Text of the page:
A few months ago I saw on twitter that #FlockYouLikeaHurricane needed a new teammate and I pretty much jumped at this opportunity to get to know some of my Oiselle teammates! After checking with my husband – I eagerly signed up and was strangely excited about going to run with 11 strangers. May came pretty quickly and all of a sudden it was time for me to head to Boston and make the trek over to Cape Cod. Unfortunately, Dallas weather didn’t want to make this journey easy on me and I was stranded in the airport for 5 hours before my flight finally took off. I didn’t land in Boston until 7:30 and was able to take the bus where my teammates greeted me eagerly with hugs and introductions and — once we arrived at our fabulous host’s house, a large glass of wine (THANK YOU STACEY – for your help with transportation, shelter and wine). We all stayed up chatting until midnight or so until we finally went to bed. When we woke up on Friday morning it was RACE DAY, van 1 would start at 10:00 am and with Stacey’s calculations, we figured Van 2 would start at 2:30pm. Now, before I continue on with my race report I will answer, “what is a Ragnar Relay?”
192 miles, 12 runners, 2 drivers and 2 vans. The 12 runners are split into groups of 6 (we were lucky enough to have a driver for each van) and put into a van. Each runner runs 3 legs total. Van 1 starts the relay and then passes the “baton” off to Van 2, while Van 2 is completing their legs, Van 1 can take this time to eat, get some rest, and make their way over to the next large exchange zone. They do this until the 192 miles are completed – it took team #FlockYouLikeaHurricane just under 30 hours to complete this task.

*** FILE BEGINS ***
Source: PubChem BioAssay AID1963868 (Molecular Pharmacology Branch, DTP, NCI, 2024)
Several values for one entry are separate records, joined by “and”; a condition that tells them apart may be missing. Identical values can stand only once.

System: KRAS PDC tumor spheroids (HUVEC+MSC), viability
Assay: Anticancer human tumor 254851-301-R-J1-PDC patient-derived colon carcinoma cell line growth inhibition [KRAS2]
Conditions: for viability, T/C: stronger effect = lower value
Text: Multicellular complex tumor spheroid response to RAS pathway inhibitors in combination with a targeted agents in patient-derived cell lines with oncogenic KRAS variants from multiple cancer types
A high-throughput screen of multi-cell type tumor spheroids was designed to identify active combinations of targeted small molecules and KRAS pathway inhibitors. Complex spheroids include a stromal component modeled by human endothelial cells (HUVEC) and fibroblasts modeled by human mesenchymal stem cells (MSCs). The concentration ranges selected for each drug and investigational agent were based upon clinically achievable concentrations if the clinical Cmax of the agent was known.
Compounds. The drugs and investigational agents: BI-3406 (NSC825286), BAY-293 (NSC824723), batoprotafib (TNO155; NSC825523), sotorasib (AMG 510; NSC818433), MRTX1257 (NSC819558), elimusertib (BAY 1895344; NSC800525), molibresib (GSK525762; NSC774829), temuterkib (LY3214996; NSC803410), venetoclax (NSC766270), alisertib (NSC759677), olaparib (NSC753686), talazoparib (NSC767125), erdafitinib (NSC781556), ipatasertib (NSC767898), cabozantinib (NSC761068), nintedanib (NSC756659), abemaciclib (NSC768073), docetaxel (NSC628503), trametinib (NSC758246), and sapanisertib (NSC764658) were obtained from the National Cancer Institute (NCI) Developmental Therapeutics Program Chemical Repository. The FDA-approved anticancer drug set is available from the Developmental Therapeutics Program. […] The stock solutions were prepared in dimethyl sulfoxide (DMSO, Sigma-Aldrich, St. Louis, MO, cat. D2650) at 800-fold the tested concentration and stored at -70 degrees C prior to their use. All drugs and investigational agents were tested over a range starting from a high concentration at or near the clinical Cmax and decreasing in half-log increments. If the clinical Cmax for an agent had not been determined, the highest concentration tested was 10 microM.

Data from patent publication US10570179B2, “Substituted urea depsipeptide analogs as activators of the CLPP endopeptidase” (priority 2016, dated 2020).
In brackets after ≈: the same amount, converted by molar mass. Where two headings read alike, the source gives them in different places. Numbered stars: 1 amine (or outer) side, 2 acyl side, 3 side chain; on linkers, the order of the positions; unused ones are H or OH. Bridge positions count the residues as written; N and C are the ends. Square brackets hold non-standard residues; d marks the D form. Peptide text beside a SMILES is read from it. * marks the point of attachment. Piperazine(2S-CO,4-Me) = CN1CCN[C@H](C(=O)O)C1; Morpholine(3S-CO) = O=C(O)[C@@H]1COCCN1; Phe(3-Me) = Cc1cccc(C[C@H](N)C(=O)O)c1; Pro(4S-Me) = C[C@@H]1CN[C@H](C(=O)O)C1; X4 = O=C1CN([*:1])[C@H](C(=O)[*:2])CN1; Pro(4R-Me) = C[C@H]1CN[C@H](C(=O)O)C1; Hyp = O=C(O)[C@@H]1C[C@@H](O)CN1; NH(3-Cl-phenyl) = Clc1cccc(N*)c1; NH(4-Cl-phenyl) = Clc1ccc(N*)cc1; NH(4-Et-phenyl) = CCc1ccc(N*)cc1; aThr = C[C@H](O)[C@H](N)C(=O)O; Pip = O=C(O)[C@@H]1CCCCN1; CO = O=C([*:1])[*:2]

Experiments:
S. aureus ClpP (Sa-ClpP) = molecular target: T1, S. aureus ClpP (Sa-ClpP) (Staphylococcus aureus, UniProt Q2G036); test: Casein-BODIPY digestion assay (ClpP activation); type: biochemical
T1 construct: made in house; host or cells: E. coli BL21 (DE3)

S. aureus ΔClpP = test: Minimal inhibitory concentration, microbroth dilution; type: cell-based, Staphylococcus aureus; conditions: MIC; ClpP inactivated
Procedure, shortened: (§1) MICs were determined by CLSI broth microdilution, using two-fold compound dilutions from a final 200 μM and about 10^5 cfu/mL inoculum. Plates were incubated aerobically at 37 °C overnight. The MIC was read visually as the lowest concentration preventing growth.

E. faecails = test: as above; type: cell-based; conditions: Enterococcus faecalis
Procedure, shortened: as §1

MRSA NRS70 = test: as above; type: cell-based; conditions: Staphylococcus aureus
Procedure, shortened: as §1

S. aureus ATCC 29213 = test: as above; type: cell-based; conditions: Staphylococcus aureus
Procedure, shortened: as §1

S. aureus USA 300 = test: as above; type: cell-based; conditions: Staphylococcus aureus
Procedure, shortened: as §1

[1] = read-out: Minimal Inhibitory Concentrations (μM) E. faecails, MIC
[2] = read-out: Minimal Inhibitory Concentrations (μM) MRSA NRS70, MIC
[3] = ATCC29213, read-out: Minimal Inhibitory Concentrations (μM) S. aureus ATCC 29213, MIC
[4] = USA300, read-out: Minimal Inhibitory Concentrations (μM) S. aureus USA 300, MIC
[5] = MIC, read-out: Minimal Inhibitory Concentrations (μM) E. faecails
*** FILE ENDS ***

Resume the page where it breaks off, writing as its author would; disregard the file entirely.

Team Flock You Like a Hurricane Team Members:
It was cold & windy when Van 2 headed to the hand-off zone to get our safety brief and start running (still beautiful), I started to get a little nervous as I would be the first runner to take off and I had no idea what to expect – I didn’t know how many times (or if at all) I would see my teammates and the course I was about to run was listed as very hard. With a smile on my face, I took the baton from Melissa and started on my 9.8 mile journey. Having run one relay previously, I knew it was really important for me to not go out too fast in order to preserve my legs for the next 2 legs. I didn’t look at my watch at all and told myself to push it and run at a medium/hard effort – I was able to do this and get up and down all the hills the course offered me by being presently surprised at how many times I saw my AWESOME TEAMMATES! My team ROCKED at cheering, I saw them so many times and this just made it SO much more fun. I finished my leg and passed off to Danielle realizing how amazing my team was going to make this journey.